Professionals today are leveraging the same cloud-based technology they used to work remotely during the pandemic to allow them to work while traveling. While combining business and leisure—or "bleisure," as its become known—is hardly a new travel trend, its frequency and variability are.
Bleisure travel stems from a shift in attitudes about work flexibility and the widespread technology that allows us to connect remotely to the office from anywhere. Workers today can more easily incorporate leisure time into their business trips with the increase in hybrid and remote work options. About 47% of business travelers have extended a work trip for leisure in the past year, according to Morning Consult's May survey on behalf of the American Hotel & Lodging Association. But more want to try it: Around 82% are interested in taking a blended trip in the future.
To learn more about bleisure travel trends, TravelPerk compiled statistics from Morning Consult surveys from February and May 2022 (AHLA commissioned the latter) and the Greater Business Travel Association February 2022 business travel recovery poll. All data points are from surveys, which indicates some level of approximation.
Once office workers learned to work from home during the pandemic, many realized they could work from anywhere.
As the digital nomad lifestyle became more mainstream, workers found ways to blend work and play. Of those workers, nearly 50% said they looked up things to do on their own for fun while at their business travel location—another 4 in 10 incorporated visits with family or friends while on a business trip. And 1 in 5 had a family member come with them on their business trip.
About 3 in 10 of the Global Business Travel Association's member organizations said employees are more interested in extending work trips into vacations than before the pandemic.
More than half said the pandemic didn't change their employees' interest in extending trips for fun. Fewer than 20% said employees would be less interested in pursuing extended trips.
Regarding paying for the leisure component of a bleisure trip: 78% of companies polled said they reimbursed workers for the transportation element of the journey, such as a flight to and from the destination. And 4% said they reimbursed employees for other expenses associated with the leisure aspect of their trips, such as a hotel room, rental car, and meals.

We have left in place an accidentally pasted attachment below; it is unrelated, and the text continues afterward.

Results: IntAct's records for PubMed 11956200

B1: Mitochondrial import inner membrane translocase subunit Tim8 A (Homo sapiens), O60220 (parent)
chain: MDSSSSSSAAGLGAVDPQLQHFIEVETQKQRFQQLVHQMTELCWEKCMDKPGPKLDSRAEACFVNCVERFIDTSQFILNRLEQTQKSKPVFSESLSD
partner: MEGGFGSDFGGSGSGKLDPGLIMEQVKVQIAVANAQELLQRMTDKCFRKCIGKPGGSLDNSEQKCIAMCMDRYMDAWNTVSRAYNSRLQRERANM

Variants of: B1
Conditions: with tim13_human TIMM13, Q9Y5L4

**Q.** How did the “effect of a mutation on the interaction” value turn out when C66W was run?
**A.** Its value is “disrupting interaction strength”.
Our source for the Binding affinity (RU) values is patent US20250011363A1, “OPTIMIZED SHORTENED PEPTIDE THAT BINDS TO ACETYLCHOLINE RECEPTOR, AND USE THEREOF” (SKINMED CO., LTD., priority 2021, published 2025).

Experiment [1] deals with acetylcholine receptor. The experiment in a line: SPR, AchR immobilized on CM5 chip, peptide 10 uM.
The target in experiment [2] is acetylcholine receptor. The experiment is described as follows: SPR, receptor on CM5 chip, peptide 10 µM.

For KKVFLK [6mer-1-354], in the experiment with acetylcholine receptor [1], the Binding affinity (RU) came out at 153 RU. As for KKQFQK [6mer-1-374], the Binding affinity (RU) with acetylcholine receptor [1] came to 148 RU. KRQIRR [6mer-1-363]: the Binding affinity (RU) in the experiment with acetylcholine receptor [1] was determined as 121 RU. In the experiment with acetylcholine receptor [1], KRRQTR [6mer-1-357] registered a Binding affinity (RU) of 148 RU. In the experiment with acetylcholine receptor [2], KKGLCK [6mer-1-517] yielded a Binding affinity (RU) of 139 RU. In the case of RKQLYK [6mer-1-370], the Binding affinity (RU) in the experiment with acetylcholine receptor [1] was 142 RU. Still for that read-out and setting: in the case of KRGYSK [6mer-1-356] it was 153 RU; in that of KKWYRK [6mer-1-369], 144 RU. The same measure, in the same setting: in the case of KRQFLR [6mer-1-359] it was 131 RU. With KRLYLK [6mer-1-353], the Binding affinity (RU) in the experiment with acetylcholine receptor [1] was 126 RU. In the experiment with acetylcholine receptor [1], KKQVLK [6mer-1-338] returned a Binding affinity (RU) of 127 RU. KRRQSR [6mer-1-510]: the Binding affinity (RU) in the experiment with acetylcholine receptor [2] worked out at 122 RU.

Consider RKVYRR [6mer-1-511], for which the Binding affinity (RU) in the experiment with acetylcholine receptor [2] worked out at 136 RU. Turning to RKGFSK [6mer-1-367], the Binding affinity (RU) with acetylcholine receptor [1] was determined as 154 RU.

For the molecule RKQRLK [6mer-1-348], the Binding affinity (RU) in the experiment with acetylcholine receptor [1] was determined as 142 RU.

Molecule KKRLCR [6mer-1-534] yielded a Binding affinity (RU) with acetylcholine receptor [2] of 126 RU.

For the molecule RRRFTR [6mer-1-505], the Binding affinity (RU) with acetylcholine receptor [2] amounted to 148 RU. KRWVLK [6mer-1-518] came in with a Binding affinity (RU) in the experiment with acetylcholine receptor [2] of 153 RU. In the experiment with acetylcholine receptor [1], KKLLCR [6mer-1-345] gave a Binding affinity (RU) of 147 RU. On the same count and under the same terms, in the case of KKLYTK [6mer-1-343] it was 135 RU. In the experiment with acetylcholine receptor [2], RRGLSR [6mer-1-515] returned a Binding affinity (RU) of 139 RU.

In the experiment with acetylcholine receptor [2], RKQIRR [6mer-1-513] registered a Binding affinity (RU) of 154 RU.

Technology has expanded how people combine business and leisure travel. Blended travel has often involved adding on a day or two of fun before or after a business event. Now workers can bring the technology they need to work on the road for extended periods.
While most blended trips still last less than a week, Morning Consult found workers today can be on the road for longer. That means employees might take time off for vacation and then stay in that destination to work for several more days. Some who have to travel to multiple cities opt to stay in one place longer—or travel to a more conveniently located destination for their work trips—instead of returning home between trips.
In the Morning Consult survey, respondents said that the top reason for adding personal activities to a work trip is that it makes a trip more fun. Additional motivating factors are that it can offer quality time to visit with family and friends—or bring them along—so that travelers can connect with business colleagues as well as loved ones.
Saving money on costs was also viewed as an advantage. If an employer covers the transportation portion of a trip, travelers can better control their personal expenses. Adding some personal days to a trip can increase flexibility to travel during off-peak times or days of the week, saving employers money.
Morning Consult also notes that work travel can take people to locations that weren't previously on their radar, which is another incentive to add vacation onto a work trip.
This story originally appeared on TravelPerk and was produced and
distributed in partnership with Stacker Studio.
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